Protecting the lands we love and the waters we fish

Urge the U.S. House to pass the Natural Resources Management Act:


By Chris Wood

The U.S. Congress may surpass the Department of Motor Vehicles as the least-popular part of the government.

Not today.

Thanks to the bipartisan work of Sens. Lisa Murkowski (R-AK) and Maria Cantwell (D-WA), and other senators, the Natural Resources Management Act passed the Senate Tuesday evening (Feb. 12). The bill bundles together over 100 pieces of legislation that in many cases have languished for years.

Among other things, the bill permanently authorizes the Land and Water Conservation Fund, a popular program for acquiring new public lands and access for hunting and fishing, without costing taxpayers a dime. The bill also protects iconic rivers such as the North Umpqua, Rogue, Chetco and Elk in Oregon, and headwater streams to the Yellowstone River in Montana.

Corey Fisher, who directs our public lands policy work, says, “For anglers, this is a bill that checks off a lot on a long-lingering wish list of protections. It’s not perfect... but by and large, it is an exciting move to address a number of challenges being faced by fish and wildlife populations by protecting critical habitat.”

In addition to reauthorizing the Land and Water Conservation Fund, the bill creates the Frank and Jeanne Moore Wild Steelhead Special Management Area on an important spawning tributary of Oregon’s North Umpqua River used by wild summer steelhead and spring chinook. It designates more than 250 miles of new wild and scenic rivers.

The bill protects the headwaters of Washington’s Upper Methow Valley from new mining claims, safeguarding the millions of dollars of restoration investments Trout Unlimited has made in the lower stretches of the river to rebuild salmon, steelhead and trout populations. Further south, in the Yakima basin, the bill advances a new approach to meeting the needs of farmers while protecting and recovering imperiled salmon and steelhead, and safeguarding one of the state’s premier wild trout fisheries.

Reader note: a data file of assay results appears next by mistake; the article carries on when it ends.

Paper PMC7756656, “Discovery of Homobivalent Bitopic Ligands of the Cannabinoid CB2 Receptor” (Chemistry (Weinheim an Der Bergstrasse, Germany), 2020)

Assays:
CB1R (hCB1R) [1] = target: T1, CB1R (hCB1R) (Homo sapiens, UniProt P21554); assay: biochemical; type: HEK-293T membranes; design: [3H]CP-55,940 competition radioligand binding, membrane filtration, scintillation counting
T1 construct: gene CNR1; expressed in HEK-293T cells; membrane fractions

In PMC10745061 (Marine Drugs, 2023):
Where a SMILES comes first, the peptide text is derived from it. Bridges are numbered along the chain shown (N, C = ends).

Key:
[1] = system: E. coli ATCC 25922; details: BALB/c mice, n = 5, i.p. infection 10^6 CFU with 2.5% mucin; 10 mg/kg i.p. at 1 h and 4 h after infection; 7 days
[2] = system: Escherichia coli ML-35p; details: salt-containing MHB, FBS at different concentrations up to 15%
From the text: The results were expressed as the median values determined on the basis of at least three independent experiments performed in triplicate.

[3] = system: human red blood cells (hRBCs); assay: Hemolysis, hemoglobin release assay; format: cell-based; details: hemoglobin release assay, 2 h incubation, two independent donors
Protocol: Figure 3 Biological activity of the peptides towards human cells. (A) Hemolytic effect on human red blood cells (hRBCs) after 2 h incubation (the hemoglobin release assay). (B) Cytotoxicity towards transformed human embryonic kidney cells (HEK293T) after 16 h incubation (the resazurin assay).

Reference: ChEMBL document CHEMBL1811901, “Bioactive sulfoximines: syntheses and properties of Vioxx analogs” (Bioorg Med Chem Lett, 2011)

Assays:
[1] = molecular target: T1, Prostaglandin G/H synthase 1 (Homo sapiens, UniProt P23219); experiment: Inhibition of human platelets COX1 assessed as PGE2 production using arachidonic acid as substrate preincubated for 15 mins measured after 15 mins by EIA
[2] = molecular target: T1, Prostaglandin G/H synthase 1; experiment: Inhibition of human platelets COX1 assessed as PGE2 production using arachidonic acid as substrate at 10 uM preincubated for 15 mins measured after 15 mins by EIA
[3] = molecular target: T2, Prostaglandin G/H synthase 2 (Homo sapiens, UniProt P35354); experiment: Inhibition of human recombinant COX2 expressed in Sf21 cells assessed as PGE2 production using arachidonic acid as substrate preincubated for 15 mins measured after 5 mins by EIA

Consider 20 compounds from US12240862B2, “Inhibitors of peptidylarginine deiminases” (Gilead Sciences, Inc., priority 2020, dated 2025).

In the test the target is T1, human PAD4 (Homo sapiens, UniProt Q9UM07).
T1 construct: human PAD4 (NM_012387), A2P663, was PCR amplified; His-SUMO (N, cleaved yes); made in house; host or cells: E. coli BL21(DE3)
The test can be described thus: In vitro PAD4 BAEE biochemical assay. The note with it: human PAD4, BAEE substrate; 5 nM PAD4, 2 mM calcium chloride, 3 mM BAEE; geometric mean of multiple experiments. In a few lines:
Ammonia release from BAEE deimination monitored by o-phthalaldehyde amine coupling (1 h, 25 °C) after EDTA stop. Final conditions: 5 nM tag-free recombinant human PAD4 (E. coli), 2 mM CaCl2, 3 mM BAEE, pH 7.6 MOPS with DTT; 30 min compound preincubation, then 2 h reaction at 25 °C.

The Partners for Fish and Wildlife provisions of the bill will ensure that the benefits of conservation and restoration extend to private lands in places such as West Virginia where we have installed over 300 miles of fence to protect creeks from over-grazing.

Sens. Murkowski and Cantwell are not alone in their bipartisanship. The bill now travels to the House of Representatives. Thanks to the advance collaboration between Congressmen Raul Grijalva (D-AZ) and Rob Bishop (R-UT), its passage seems likely. Then, it is on to the President for his signature (hopefully!).

Like cicada’s emerging from the earth after a long-slumber, these fits of bipartisanship seem to emerge after years of stalemate. The Natural Resources Management Act will join the 2009 and 2014 public lands bills that protected the 1.8 million acres of the Wyoming Range; Hermosa Creek in Colorado; and Pine Forest in Nevada, as a huge congressional achievement.

The bill is a testament to Trout Unlimited’s commitment to organizing, educating and mobilizing sportsmen and women about the need to protect and restore their public lands and waters. It is a tribute to the power of collaborative stewardship where communities of place and interest come together to protect and preserve the places they live and the rivers they love to fish. Finally, the bill is a nod to the common-sense idea that the more local we can make conservation, the more durable it becomes.

Public lands remain the greatest idea America ever had. Passing them, intact, to our children is the greatest legacy we can leave them.


Chris Wood is the president and CEO of Trout Unlimited.



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